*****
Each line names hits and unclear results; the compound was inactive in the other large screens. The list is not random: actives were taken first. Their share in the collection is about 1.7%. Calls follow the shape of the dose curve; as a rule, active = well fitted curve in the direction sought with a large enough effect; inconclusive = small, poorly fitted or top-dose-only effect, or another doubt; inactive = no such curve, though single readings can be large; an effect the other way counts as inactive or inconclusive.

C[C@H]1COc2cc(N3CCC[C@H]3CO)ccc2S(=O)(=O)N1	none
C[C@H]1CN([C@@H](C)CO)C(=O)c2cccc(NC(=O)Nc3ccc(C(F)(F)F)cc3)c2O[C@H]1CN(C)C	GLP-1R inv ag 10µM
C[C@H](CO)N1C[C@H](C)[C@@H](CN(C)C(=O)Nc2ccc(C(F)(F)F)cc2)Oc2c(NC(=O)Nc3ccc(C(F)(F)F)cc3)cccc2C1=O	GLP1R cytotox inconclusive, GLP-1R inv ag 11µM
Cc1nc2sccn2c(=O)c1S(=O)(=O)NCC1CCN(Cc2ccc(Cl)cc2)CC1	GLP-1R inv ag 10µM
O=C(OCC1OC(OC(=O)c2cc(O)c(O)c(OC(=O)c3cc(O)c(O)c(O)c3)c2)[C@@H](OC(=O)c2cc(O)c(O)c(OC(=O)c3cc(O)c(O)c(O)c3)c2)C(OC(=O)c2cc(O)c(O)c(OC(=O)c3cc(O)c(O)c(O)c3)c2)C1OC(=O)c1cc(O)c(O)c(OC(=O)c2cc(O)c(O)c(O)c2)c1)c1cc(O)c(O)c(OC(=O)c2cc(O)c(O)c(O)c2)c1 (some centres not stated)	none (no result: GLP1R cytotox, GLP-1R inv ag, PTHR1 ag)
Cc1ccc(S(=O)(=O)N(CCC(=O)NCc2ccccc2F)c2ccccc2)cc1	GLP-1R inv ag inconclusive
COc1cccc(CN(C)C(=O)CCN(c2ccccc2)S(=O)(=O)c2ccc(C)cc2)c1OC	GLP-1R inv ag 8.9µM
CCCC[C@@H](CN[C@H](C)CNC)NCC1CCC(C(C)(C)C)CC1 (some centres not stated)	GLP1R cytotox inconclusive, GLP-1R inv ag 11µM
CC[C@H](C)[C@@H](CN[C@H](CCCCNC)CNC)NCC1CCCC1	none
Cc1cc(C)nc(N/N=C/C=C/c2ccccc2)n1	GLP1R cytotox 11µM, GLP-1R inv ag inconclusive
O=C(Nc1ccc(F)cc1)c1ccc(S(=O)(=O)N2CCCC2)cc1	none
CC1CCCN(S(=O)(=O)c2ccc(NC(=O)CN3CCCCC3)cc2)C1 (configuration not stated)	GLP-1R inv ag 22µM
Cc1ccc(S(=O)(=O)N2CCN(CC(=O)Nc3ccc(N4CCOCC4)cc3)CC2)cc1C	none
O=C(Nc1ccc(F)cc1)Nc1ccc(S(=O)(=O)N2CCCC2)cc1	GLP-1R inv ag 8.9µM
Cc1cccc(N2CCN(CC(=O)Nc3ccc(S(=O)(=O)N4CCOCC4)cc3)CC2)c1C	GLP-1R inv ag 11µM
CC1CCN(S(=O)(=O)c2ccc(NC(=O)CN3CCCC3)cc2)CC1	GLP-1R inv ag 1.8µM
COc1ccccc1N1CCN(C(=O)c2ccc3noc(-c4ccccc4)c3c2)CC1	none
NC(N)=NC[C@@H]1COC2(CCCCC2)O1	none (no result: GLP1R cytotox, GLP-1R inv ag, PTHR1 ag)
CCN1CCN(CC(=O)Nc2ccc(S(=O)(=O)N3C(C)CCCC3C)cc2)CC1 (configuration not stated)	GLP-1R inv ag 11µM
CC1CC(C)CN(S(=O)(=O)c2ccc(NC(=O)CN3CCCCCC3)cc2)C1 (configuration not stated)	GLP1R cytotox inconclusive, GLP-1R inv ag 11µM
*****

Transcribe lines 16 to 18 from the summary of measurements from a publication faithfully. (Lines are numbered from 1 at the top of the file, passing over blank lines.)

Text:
Cc1cccc(N2CCN(CC(=O)Nc3ccc(S(=O)(=O)N4CCOCC4)cc3)CC2)c1C	GLP-1R inv ag 11µM
CC1CCN(S(=O)(=O)c2ccc(NC(=O)CN3CCCC3)cc2)CC1	GLP-1R inv ag 1.8µM
COc1ccccc1N1CCN(C(=O)c2ccc3noc(-c4ccccc4)c3c2)CC1	none